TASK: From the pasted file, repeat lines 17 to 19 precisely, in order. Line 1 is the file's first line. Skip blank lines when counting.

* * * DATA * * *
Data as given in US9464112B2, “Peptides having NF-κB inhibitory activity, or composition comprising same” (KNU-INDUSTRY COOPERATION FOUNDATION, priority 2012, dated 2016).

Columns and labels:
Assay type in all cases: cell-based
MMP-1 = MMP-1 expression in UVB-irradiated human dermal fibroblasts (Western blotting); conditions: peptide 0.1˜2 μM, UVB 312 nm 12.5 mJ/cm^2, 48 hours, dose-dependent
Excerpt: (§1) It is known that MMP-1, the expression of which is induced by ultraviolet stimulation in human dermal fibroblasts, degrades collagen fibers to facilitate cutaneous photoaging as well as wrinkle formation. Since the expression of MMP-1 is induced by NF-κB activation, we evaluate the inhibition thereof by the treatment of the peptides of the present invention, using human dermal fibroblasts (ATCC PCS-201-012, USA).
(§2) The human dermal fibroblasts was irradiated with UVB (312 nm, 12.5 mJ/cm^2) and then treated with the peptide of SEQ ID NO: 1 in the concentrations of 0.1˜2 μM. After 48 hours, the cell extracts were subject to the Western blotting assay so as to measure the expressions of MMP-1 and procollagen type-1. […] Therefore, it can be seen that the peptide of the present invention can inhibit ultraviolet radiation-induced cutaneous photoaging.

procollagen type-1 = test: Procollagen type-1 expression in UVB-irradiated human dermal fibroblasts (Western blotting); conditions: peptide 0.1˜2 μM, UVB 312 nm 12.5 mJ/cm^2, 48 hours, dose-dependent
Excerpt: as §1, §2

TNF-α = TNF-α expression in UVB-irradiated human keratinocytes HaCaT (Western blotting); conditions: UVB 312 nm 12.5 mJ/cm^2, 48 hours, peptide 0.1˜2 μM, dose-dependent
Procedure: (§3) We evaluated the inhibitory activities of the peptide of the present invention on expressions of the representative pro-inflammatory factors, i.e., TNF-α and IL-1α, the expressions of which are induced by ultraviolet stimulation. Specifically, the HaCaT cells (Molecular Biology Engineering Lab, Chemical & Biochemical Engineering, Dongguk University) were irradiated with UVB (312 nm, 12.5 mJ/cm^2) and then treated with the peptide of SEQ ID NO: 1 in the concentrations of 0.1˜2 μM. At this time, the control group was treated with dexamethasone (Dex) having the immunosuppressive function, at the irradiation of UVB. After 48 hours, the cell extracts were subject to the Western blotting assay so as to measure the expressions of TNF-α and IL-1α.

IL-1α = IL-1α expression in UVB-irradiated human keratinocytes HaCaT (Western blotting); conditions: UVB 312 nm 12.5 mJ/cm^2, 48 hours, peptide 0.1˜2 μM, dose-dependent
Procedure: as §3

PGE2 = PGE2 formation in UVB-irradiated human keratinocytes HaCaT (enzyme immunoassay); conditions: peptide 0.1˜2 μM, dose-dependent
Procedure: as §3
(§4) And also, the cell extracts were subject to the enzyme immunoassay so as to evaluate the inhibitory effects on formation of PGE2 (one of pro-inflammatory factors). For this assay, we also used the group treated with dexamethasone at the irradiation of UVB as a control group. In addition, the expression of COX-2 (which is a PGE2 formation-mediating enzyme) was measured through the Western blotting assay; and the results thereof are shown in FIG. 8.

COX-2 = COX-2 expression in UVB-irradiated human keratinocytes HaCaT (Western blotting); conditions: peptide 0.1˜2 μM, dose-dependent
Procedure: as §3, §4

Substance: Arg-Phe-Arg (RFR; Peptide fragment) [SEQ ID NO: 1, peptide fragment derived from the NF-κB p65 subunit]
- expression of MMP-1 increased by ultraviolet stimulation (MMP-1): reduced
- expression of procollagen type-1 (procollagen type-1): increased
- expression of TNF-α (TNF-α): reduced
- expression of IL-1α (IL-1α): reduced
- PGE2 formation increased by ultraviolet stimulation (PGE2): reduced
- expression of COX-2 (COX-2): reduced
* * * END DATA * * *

Procedure: as §3, §4

Substance: Arg-Phe-Arg (RFR; Peptide fragment) [SEQ ID NO: 1, peptide fragment derived from the NF-κB p65 subunit]
- expression of MMP-1 increased by ultraviolet stimulation (MMP-1): reduced